Newcastle City Hall

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Things to do


Newcastle City Hall

Date of travel

February, 2016

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I love old theatres. There is nothing quite like live entertainment on a stage, and the North East of England surprisingly has its fair share of first class entertainment venues. It can boast a few brand new venues aswell, but it’s the old Victorian and Edwardian theatres in particular that rock my boat.

The City Hall was built in 1927 alongside the City Pool in the centre of Newcastle. The City Pool has sadly been mothballed for a while, and the City Halls future is in doubt as it also relies on subsidies from the City Council.

I recently visited the City Hall for a show called “Plates, Mates & Automobiles” starring TV Chef James Martin.

My wife loved it, but then she would wouldn’t she, because in common with a host of ladies in her age group, she is somewhat enamored by the portly Yorkshire man.

The other gentlemen in the audience, who were no doubt there under duress like me, will probably agree that the show was 98% plates, 1% mates and 1% automobiles.

I love my wife, but as the tickets cost £38 to watch a show that I can watch on TV on Saturday mornings for free, there was no way I was going to pay £10 for a programme, and happily she agreed.

But enough about the show. Despite the small entrance, the theatre is deceptively large and can accommodate over 2000 people on two levels.

As an aside it also has an unusually large Gentlemans Toilet, which sadly lacked a sufficient number of hand driers to match its size!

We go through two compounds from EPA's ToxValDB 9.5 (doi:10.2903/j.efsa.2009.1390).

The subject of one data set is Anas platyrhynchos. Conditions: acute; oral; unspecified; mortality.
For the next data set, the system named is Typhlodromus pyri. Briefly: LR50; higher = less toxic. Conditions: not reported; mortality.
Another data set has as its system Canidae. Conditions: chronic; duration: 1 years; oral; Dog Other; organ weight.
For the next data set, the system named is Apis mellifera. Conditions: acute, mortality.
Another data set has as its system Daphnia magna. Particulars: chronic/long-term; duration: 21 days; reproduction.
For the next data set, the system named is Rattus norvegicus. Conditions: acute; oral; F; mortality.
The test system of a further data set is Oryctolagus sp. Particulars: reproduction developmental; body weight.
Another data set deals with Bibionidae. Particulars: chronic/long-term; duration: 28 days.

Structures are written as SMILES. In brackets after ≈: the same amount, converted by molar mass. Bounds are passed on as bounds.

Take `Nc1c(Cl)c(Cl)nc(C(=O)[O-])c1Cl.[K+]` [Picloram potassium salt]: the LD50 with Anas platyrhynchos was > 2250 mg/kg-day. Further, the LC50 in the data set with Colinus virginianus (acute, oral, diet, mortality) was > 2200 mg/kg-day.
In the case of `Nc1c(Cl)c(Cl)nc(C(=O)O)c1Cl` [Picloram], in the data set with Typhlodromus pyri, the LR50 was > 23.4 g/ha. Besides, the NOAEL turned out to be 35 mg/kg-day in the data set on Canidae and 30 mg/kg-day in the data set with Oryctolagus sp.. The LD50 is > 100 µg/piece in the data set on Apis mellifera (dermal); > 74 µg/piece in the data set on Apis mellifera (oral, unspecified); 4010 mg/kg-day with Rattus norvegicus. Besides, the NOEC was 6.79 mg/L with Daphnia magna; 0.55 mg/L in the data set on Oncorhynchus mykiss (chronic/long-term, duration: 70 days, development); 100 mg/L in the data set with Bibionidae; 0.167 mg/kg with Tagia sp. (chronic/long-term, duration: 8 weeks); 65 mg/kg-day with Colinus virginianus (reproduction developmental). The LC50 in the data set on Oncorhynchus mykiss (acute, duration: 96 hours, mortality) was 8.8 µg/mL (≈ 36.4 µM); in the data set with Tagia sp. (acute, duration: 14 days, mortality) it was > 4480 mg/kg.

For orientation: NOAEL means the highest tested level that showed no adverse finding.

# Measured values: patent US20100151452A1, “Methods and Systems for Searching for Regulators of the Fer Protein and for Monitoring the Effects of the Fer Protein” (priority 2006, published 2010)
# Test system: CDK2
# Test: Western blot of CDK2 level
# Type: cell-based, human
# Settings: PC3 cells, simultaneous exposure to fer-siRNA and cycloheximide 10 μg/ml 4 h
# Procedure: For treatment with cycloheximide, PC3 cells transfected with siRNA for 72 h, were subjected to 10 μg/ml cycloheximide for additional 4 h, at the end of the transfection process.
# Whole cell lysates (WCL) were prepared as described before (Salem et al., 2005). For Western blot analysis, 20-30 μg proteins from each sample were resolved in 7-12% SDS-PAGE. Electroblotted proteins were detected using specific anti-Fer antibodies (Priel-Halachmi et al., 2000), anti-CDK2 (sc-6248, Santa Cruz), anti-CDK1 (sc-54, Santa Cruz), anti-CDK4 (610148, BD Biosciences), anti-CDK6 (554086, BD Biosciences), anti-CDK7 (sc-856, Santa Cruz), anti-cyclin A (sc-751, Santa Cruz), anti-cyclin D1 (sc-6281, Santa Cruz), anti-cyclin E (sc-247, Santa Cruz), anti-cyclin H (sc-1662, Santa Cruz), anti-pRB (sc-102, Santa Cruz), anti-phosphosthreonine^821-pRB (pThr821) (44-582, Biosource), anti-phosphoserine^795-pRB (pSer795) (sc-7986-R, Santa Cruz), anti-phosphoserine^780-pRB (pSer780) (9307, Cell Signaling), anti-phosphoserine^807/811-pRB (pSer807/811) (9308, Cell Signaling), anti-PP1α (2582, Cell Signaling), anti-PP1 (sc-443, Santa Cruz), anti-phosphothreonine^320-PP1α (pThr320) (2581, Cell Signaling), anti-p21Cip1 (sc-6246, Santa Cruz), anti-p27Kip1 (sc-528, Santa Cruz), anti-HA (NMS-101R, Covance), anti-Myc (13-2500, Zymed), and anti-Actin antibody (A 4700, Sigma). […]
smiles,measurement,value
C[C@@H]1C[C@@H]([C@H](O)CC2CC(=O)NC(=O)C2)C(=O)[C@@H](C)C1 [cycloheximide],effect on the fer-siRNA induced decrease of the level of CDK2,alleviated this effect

It can probably tell a few stories over the years. The theater that is. Not the Gents Toilet.

Just a year after it was built, to create the city’s first dedicated concert venue, a Harrison and Harrison Organ was built.

A concert instrument, as against a cathedral specification, it was used for choral and instrumental concerts, and organ recitals. It has 4,274 pipes, some rare stops, and is considered as the bees knees among organs. Unfortunately it is currently in a poor state of repair, and is probably the last and largest example of a Harrison tubular pneumatic anywhere, as unlike most of its kind, it has not been converted in any way.

The British Institute of Organ Studies awarded it a Grade 1 Historic Organ Certificate in 2003 and it is classified as part of the City Halls Grade 2 listed status.

These days the City Hall is mainly used for rock and pop concerts, classical recitals and comedy shows.

It is a wonderful facility for the folk of Newcastle, and I cannot understand why it can’t stand on it’s own feet without public funding.

It would be very sad day indeed if it has to close.

Colin Wills

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